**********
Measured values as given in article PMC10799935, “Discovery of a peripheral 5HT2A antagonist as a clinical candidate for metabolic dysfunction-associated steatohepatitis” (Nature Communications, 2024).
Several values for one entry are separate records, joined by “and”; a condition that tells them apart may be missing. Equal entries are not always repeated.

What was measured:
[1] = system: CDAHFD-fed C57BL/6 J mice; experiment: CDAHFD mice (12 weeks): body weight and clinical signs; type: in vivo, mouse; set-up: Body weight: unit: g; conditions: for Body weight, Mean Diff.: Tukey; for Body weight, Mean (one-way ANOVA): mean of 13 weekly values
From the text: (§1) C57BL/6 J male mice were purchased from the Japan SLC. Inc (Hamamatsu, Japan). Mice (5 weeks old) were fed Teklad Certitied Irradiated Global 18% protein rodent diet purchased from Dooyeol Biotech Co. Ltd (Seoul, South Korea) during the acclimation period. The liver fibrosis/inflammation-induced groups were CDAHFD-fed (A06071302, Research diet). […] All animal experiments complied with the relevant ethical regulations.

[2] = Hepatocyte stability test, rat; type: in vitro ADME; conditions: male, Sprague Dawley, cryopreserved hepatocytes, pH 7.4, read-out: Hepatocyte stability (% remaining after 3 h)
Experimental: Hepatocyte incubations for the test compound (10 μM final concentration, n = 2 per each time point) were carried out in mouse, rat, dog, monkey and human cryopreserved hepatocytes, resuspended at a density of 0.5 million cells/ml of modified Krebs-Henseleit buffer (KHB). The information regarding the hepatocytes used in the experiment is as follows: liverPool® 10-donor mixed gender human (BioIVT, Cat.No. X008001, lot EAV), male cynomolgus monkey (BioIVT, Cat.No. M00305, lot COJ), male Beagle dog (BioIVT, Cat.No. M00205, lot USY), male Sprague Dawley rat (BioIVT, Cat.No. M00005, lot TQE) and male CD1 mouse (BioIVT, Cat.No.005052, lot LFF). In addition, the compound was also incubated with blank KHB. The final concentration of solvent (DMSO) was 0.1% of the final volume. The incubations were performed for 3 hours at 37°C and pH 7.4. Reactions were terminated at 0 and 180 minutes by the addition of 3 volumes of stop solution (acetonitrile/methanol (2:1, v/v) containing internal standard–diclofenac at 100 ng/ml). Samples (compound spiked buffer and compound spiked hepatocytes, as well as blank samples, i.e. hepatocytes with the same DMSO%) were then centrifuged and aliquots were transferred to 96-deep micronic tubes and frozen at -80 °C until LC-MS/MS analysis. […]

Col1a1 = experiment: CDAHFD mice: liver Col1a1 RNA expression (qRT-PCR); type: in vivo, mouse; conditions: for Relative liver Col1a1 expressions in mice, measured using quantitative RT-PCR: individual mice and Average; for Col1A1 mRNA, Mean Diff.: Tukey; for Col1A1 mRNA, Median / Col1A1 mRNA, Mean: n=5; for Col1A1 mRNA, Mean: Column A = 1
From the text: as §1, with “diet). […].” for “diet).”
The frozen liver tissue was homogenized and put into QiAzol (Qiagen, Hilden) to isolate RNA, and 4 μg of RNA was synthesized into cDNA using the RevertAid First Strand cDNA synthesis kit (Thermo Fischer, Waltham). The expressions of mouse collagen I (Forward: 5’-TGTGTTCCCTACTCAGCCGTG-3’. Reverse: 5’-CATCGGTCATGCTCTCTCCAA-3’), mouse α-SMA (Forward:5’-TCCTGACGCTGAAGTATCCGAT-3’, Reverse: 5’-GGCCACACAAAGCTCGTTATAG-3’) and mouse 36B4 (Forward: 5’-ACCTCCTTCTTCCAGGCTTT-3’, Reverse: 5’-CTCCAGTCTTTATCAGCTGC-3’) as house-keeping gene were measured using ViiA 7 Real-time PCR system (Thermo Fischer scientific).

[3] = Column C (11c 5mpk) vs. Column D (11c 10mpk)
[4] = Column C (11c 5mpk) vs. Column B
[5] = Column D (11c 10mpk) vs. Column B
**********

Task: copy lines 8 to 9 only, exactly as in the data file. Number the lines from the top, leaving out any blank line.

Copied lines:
Col1a1 = experiment: CDAHFD mice: liver Col1a1 RNA expression (qRT-PCR); type: in vivo, mouse; conditions: for Relative liver Col1a1 expressions in mice, measured using quantitative RT-PCR: individual mice and Average; for Col1A1 mRNA, Mean Diff.: Tukey; for Col1A1 mRNA, Median / Col1A1 mRNA, Mean: n=5; for Col1A1 mRNA, Mean: Column A = 1
From the text: as §1, with “diet). […].” for “diet).”